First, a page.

Friday, May 31, 2013

Before You Buy…

So you get an email from a marketing guru. She tells you your life story like she’d been sitting next to you all these years. She knows exactly what walls you’ve been bashing your head on, what hurdles you’ve been knocking over and what weeds you can’t keep down. Maybe she gets you reading the blurb for 5 minutes, nodding your head and giving grunts of recognition as you acknowledge her total grasp of the situation. So, obviously, if she has such a good grasp of the situation then she’s probably got the answers lurking in her briefcase.

Now, is she a scam artist? No, she’s earning six figures practicing what she preaches and has helped scores of people to sort out their jumbled business lives. You’ll notice that as she explains some of the principles of running a successful business she keeps punctuating the proceedings with a reminder that she started out as ignorant as you. So how did she come by this wealth of wisdom and expertise? Well, of course she has tested all the angles and through trial and error it was almost inevitable that she would hit on some of the right answers somewhere along the line.

What is more certain is that most of the people who have bought into her program will just keep making the same mistakes and most of them will probably have not got any further than reading the course. Others will have been full of good intentions and may even have begun implementation but life is so hectic and urgent that these things always get left for when there is more time (and motivation). They will have read the no quibble money back guarantee but, knowing full well that failure was down to their lack of commitment rather than any fault in the program, they won’t exercise their quibbles.

So what is it that separates the success stories from the dust collectors? Inevitably it is those who persisted in their efforts to make the program work that really benefited but what of the placebo effect? Could it be that the program was secondary to the will to succeed? Is it possible that while the initial investment was not wasted, it was more the impetus than the content that contributed to their success? After all, the guru selling the program admitted her initial ignorance. It must have been her motivation and refusal to be blinded by science that drove her on to succeed.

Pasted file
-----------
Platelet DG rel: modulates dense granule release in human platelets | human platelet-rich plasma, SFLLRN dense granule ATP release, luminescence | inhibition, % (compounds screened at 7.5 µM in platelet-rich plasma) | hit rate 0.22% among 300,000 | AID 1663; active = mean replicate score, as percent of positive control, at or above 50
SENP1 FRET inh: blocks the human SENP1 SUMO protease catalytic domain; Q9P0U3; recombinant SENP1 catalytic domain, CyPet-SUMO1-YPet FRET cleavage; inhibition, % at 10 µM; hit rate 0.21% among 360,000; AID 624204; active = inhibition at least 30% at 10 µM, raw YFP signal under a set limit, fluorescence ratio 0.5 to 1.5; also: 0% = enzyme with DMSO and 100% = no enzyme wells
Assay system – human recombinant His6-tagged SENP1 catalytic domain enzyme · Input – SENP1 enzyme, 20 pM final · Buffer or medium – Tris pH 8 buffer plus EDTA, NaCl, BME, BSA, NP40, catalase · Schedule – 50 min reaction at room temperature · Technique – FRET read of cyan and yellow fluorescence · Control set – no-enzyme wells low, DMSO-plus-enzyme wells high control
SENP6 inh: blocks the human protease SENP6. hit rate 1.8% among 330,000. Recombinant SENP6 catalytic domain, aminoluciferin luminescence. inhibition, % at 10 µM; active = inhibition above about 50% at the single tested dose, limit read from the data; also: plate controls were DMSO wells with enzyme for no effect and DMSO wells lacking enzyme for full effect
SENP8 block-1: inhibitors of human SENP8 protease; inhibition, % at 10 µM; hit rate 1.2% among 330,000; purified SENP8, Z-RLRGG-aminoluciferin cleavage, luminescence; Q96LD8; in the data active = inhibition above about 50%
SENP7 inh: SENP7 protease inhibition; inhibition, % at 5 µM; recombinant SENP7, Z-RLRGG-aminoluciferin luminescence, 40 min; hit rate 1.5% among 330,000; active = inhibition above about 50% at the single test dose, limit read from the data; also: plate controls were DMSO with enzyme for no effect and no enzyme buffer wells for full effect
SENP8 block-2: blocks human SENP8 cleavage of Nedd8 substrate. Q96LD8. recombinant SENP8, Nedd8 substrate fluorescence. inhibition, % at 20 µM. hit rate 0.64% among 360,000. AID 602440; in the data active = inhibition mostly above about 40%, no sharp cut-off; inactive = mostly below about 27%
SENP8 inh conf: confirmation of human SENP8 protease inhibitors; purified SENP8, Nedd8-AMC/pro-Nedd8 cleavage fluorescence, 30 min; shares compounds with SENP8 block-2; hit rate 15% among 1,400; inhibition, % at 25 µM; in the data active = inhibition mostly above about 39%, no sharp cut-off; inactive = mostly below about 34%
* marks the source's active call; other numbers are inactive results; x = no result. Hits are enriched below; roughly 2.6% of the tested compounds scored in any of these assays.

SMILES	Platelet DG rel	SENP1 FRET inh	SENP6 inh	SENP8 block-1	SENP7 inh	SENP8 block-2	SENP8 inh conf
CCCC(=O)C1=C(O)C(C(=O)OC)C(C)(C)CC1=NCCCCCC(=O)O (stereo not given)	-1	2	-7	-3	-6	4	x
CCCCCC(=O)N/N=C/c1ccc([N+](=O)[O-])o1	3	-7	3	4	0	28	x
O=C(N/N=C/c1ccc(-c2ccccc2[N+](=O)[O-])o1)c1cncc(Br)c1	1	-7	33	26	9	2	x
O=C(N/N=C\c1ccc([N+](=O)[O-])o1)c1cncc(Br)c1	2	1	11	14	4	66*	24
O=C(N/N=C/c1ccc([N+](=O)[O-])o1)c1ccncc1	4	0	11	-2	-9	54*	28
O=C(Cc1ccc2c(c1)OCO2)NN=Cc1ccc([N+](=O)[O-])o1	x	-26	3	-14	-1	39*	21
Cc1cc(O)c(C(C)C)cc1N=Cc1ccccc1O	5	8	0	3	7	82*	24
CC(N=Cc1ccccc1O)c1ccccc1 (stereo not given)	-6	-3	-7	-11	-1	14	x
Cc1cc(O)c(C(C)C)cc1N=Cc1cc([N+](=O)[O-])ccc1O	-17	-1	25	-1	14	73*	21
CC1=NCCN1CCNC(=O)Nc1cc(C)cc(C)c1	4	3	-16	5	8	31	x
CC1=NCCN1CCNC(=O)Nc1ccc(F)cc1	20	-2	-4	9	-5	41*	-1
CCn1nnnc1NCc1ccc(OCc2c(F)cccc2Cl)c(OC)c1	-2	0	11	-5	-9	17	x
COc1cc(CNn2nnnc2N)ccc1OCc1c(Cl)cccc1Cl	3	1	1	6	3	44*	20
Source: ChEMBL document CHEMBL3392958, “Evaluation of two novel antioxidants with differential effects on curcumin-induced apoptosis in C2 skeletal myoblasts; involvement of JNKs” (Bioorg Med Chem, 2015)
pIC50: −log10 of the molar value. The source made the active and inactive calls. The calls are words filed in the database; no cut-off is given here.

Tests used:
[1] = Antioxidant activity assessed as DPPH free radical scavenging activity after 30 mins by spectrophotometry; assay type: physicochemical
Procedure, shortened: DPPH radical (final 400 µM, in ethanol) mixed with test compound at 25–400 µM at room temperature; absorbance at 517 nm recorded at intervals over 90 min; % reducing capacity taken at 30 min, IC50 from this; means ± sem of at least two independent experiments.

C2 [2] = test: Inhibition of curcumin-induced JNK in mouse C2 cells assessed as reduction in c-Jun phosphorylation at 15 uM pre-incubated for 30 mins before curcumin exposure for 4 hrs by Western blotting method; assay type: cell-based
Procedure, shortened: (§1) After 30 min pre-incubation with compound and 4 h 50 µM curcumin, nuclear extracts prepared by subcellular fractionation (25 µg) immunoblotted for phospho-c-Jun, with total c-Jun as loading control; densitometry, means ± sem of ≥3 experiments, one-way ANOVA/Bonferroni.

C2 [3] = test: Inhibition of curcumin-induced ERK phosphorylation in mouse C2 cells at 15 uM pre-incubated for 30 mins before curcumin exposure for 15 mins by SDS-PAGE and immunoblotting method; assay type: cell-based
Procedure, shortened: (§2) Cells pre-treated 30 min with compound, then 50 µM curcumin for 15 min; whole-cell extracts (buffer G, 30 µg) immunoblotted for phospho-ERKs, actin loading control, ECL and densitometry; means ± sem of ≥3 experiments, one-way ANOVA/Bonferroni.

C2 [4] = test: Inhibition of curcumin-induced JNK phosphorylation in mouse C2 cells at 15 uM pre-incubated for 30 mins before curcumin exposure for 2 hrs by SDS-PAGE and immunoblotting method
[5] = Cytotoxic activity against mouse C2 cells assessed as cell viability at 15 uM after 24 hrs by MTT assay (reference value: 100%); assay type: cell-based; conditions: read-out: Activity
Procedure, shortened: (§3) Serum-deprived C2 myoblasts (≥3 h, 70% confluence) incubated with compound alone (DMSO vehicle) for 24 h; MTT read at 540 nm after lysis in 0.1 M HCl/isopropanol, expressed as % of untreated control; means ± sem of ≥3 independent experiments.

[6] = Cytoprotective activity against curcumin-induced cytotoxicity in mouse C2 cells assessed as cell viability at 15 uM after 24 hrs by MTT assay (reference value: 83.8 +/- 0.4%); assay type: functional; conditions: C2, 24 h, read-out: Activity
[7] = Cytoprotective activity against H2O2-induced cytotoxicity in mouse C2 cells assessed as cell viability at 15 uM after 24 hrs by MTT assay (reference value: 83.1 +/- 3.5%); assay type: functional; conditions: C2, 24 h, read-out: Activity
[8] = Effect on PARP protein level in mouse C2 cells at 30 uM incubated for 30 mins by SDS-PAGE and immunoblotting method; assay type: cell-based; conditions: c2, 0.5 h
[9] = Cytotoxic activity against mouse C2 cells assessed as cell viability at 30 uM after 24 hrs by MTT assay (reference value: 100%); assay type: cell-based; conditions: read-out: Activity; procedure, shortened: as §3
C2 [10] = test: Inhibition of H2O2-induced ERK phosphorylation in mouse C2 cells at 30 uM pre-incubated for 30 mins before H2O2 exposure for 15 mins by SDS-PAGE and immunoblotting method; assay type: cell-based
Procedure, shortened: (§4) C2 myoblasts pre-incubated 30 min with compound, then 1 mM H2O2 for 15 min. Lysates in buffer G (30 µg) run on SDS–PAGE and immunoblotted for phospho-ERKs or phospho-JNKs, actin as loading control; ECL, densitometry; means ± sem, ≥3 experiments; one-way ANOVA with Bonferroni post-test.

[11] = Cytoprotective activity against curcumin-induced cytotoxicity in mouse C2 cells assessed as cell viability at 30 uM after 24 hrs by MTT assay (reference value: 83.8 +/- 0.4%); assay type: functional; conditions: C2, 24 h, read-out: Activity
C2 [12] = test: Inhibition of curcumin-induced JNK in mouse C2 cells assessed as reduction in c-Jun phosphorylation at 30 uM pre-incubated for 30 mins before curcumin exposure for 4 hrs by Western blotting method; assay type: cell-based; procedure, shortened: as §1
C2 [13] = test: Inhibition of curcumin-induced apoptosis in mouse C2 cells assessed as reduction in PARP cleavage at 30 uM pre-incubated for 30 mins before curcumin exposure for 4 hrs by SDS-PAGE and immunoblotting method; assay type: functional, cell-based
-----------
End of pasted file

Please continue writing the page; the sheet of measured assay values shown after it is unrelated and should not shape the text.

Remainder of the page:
It was once said, “Those who can, do; those who can’t, teach.” Maybe it could read, “Those who can, do; those who have done, teach.”

Sunday, May 26, 2013

Are We Too Needy?

I realise I have to write shorter articles; otherwise I'm just not going to keep this blog going. So here's what I'm thinking: I've noticed one or two songs expressing our desperation for God and, somehow, it just doesn't sit right with me. Desperation suggests being at the end of your tether and while its good that we recognise our dependence on God for everything this is surely not a healthy state to be in permanently. Let's say you have become unemployed or suffered an injury that leaves you unable to work. You then become dependent on benefits. So long as the benefits come in on time and are meeting your basic needs you shouldn't be desperate. It might make you realise how dependent you are if a payment should be delayed a few days but this wouldn't be how anyone would expect to live.

Life is relatively easy in our country and that can make us lazy in that most of us know where our next meal is going to come from. We can be open about our faith because we're not likely to be punished for what we believe. That's not true in other countries. Many Christians are indeed desperate and look to God to save them from imminent danger. We have needs those Christians don't have. We need to be more conscious of a generous, life giving God who meets all our needs. But generally we have no need to be desperate. Is this desperation really a cry for meaning and purpose in our cosy and apathetic state? Jesus told us that his kingdom is near and among us. Indeed, where two or three gather together he is there. So why are we desperate? We have his presence and an over-abundance of gifts. We are either ungrateful or self obsessed.

The Apostle Paul said he was content in all circumstances, whether he had much or nothing. When he was poor he didn't cry out to God to make him rich and when he was comfortable he didn't ask God to make him uncomfortable. He knew where he stood with God and where God stood with him. In his letter to the Ephesians he prayed that they would know the unbelievable riches they had in Christ. They didn't need to plead with God to make their lives better; they needed to understand that everything they required was within their grasp.